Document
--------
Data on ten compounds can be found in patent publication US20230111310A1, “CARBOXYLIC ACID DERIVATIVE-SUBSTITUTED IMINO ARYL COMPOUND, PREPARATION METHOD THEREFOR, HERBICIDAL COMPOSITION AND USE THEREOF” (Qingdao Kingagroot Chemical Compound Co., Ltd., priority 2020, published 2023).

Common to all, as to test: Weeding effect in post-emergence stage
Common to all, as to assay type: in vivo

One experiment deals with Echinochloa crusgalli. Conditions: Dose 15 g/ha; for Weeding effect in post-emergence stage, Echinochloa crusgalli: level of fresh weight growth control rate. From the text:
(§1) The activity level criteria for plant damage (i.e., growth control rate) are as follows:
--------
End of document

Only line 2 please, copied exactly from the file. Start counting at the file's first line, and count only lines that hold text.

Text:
Common to all, as to test: Weeding effect in post-emergence stage